Fairly certain I've an ulcer- stomach pain, gas, bloating and the worst symptom for me is angry hungry feeling, there are other symptoms I'd rather not discuss.
I haven't been to the dr specifically for this, although a dr did an exam and when I said yes my stomach hurts and it always hurts, she just looked at me.
Not a huge fan of going to the dr.
I am aware an ulcer can be caused by Helicobacter pylori or from taking pain relievers. At one point in time I took 800 mg of ibuprofen 2 to 3 times a day for a couple of years.
I can't remember exactly when the gut pain started but it's been for a very long time.
Either way I would like to heal it naturally if possible and avoid taking more drugs.
There are at least 5 kinds of mint in our garden and I drink teas from them daily.
Cabbage is excellent for ulcer and the info I read said to drink cabbage juiced. I'm not up for juicing but am willing to eat lots of cabbage.
Are there other herbs or foods I could add to my diet or some that need to be avoided ?
Please don't say give up coffee!!!
I am currently gluten free, dairy free (except small amounts of aged cheese occasionally) and soy free.
I was that fool who assumed that my ulcer was a kidney stone, and then suffered through it for months. I never had heartburn and I have had IBS type symptoms my whole life, ulcer was the LAST thing I expected (and only found out when I really assumed I was about to die and went to the doctor).
(turns out I don't have H pylori either)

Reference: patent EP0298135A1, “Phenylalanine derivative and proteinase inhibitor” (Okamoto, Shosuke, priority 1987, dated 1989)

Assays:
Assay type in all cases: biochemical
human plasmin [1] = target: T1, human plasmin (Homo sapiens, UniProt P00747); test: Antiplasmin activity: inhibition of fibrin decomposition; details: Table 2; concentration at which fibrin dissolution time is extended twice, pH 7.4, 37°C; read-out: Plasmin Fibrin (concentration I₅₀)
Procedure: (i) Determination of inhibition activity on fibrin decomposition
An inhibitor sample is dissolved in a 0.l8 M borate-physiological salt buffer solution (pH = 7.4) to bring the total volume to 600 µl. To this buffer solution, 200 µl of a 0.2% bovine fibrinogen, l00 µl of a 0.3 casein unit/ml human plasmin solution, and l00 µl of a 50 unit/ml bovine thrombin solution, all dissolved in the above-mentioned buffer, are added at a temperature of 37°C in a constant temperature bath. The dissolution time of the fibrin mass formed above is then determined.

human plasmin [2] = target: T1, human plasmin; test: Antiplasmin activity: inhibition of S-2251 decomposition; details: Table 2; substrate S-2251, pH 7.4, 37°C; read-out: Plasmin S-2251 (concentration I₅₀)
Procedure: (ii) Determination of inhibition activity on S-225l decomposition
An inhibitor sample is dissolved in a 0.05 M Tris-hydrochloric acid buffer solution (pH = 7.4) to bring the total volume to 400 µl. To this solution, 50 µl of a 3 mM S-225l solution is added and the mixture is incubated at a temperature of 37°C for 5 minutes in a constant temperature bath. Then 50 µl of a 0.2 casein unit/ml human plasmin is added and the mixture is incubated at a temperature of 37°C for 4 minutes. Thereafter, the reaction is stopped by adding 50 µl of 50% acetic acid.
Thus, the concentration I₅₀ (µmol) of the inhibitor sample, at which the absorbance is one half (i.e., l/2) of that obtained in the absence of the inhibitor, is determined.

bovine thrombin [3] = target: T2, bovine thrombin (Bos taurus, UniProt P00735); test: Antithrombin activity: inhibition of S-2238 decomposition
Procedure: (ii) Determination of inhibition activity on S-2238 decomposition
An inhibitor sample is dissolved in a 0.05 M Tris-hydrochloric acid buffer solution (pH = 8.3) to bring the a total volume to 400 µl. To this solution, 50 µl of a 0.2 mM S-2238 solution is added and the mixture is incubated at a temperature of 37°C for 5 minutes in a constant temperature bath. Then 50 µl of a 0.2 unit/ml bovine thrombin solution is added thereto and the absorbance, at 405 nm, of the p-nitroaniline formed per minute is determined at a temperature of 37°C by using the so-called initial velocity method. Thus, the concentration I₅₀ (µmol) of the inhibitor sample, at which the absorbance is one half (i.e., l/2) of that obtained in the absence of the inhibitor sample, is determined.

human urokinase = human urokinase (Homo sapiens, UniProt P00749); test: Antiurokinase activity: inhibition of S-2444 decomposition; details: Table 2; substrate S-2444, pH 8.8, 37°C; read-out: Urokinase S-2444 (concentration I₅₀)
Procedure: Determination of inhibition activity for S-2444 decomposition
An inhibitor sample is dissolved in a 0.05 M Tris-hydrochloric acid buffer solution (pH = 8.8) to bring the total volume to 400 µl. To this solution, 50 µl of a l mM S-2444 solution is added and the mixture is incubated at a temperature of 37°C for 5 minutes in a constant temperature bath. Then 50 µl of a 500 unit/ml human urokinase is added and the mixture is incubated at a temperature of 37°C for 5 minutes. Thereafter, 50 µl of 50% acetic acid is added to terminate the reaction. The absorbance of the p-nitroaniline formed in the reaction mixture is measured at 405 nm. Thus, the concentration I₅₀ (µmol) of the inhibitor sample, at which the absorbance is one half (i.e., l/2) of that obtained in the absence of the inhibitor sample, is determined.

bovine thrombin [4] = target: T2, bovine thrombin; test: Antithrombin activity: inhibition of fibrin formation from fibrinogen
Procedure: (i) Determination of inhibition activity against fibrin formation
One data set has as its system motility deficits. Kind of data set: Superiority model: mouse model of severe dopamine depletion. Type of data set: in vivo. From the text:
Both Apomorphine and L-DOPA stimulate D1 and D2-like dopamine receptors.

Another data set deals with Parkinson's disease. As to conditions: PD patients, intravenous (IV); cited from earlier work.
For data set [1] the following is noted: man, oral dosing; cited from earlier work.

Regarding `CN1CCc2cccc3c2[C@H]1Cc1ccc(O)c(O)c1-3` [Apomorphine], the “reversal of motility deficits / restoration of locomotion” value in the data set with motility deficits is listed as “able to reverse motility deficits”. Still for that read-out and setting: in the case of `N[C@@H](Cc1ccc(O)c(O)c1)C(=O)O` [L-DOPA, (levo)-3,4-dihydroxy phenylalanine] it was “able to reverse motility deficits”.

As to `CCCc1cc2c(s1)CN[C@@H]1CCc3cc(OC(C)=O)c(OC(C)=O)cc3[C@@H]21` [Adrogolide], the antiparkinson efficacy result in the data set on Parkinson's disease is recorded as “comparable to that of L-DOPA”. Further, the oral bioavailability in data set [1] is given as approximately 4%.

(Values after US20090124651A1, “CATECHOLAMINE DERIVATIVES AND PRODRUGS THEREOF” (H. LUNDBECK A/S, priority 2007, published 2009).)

IBS + ulcer means that gas makes everything worse. You might try taking fennel or simethicone to see if that helps in that department. (you're saying gut pain, so I'm thinking about what helps me). Also, definitely diet changes. For me, that means lots of oatmeal and mint tea. I also take the chalk pills when I feel like it. And I've found that dairy makes everything worse.
but my one piece of advice, if I had to give one, is to go get checked out. You don't have to take any meds you don't want to (i don't normally avoid meds, but I prefer not to take acid reducers. I'd rather change my diet.), but if it turns out to be something else, you'll know what to do. H pylori, for example, can be addressed directly. I felt so stupid to find out that the kidney-stone-level pain was an ulcer, and what I was doing "for kidney stones" was actually making the ulcer worse. My doctor, to her credit, didnt wave the picture of the bleeding ulcer in my face and say "see what happens when you self-medicate". She's a keeper.
(PS, it was anxiety for me. Kid taking college exams, me running two businesses, and an absolutely schismic election season left me a mess. Things are better now.)
I would caution you to go see your doctor about this specific problem. Do everything you can nutritionally to minimise the symptoms if it is only an ulcer, but be aware that one of the mechanisms for stomach cancer is ulcers caused by heliobacter pylori. Stomach cancer also presents with stomach pain and unpleasant symptoms.
Seeking a professional opinion doesn't obviate you seeking natural treatment. Not seeking a professional opinion obviates other, emergency avenues.
A human being should be able to change a diaper, plan an invasion, butcher a hog, conn a ship, design a building, write a sonnet, balance accounts, build a wall, set a bone, comfort the dying, take orders, give orders, cooperate, act alone, solve equations, analyze a new problem, pitch manure, program a computer, cook a tasty meal, fight efficiently, die gallantly. Specialization is for insects.